Ethics in an Age of Terror and Genocide
Identity and Moral Choice
By Kristen Renwick Monroe
Princeton University Press – £24.95
It’s one thing to be naive and horribly misguided when you’re young, but to continue being a myopic moron well into old age is an altogether embarrassing other.
It never ceases to amaze me how people over the age of thirty, let alone fifty or seventy, continue to uphold the deplorable indoctrination of Hitler’s Nazi Party; especially when it’s upheld to such a contemptible degree that they live in constant denial. Weren’t fifty million plus deaths during the Second World War enough to make such crazed cripples as one of this book’s idiotic interviewees like Florentine (and her odious young Nazi friend, herein both interviewed in Chapter Seven’s ‘Unrepentant Political Nazi’) realise they’re living a sad, warped and pathetic lie?
Perhaps they would rather over a hundred million people had died during the years 1939-1945? Or two hundred million?
Ethics in an Age of Terror and Genocide – Identity and Moral Choice by Kristen Renwick Monroe, is, both sadly and unfortunately, a terribly important book in that it reminds one of the fragility, as well as the relentless stupidity of human nature. That it does so in a concise, deft and totally considered persuasion, makes it all the more readable and commendable – not to mention dark and at times, downright depressing. As the authoress writes in Chapter Two (‘The Holocaust and Genocide’), ‘’acceptance comes through true understanding,’’ but surely true understanding is only ever reached by way of considered balance? Or, as in most cases, a considered political, as well as psychological balance: ‘’I think of the stories in this book as acting like flashes of lightning, illuminating the cognitive landscape and helping us understand how people see themselves, how they see others and the world around them, and how their cognitive perceptions influence their political acts. In this sense, narratives are one of the most important tools for analyzing political data, of special value to those interested in political psychology, defined as the study of how the human minds works to influence our political behaviour,’’
That said, one can only ever confidently arrive at ones’ humanistic destination by way of scrupulously understanding what is on offer? Or, as is stated on several occasions throughout this compelling and rather provocative book, what isn’t on offer. Such as common sense, compassion, sacrifice and the fraught compulsion or need to at least understand the other. This in itself substantiates the validity and the importance behind Monroe’s decision to include the insane ramblings of the aforementioned Florentine: ‘’[…] Hitler has shown it is possible to live in harmony with family, with work, with woods and with respect for the other. In six years, he shows the whole world that it would be possible, but it is also hard. Not everyone wanted to have it.’’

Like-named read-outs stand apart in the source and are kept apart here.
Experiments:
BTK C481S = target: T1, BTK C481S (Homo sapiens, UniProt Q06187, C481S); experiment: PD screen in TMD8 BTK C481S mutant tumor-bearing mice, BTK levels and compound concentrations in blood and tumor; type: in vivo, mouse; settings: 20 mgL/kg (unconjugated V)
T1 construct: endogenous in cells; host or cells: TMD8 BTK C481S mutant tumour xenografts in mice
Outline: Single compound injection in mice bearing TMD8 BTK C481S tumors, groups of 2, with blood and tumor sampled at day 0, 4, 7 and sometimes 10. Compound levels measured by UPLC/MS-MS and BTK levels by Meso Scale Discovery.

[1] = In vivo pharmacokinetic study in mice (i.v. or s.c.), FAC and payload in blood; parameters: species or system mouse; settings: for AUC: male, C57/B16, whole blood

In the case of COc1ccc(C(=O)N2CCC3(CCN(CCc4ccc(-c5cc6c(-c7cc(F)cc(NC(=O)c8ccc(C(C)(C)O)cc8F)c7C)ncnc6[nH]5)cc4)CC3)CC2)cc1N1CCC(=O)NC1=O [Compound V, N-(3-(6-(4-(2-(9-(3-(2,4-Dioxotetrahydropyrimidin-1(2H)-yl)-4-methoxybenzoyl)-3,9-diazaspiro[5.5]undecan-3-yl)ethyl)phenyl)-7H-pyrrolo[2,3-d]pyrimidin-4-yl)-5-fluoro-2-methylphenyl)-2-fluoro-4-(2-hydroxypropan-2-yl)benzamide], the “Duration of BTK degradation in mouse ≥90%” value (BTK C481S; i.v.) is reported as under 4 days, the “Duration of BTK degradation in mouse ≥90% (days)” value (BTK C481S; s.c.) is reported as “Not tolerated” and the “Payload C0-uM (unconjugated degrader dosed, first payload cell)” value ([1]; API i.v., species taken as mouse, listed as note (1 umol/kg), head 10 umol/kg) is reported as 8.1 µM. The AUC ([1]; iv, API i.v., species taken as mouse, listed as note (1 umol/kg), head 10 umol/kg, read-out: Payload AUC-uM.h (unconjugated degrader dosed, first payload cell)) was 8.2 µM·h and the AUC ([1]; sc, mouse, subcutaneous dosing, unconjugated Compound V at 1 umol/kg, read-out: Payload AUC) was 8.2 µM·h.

That’s right, thankfully, not everyone subscribed to the wretched doctrine of Arbeit macht Frei. Luckily some, like Tony the first interviewee, had enough intelligence and humanity to comprehend and embrace the other, regardless of nationality or a segregationist religion: In general, maybe education, motion pictures, books, religious leaders, role models, all these things in life create better citizenship. I don’t mean we should get trapped in complex religious things because religion has a way of backfiring. And I’m not talking about sexual morality or patriotism or things like that. I mean simple moral behaviour in the classic sense of the word. Simply general international morality. We live in one world. We are one people. We can behave or we cannot behave. To me, behaving means working in harmony with the world around you, harmony in the same sense that a big symphony orchestra is in harmony with each other […]. And yet a good conductor is not a dictator. He is a friend and a guide and it’s a pleasure to work with him […]. The most important thing is that it does not become a pyramid with a leader or fuhrer or a dictator or a president who has too much power.’’
If nothing else, the above two juxtapositional examples of Florentine and Tony lay forth just what is at stake, when one is coerced and politically led into believing, and the other is immersed within an ideology of do unto others. It’s not often the twain meet. Division after all, has always been far easier to manipulate; which partially explains why we’ve always been very good at killing each other. And the machinery needed for killing is exceedingly good for (B-I-G) business, which, if you think about it, explains a lot – although this is another area of non-morality altogether.
With her previous work(s) having already explored the political psychology of altruism within that of the Holocaust, Monroe – by way of a wide-ranging, intellectual finesse and subtlety of mind – has once again laid forth an unquestionable empirical thesis of astonishingly frightening, moral choice.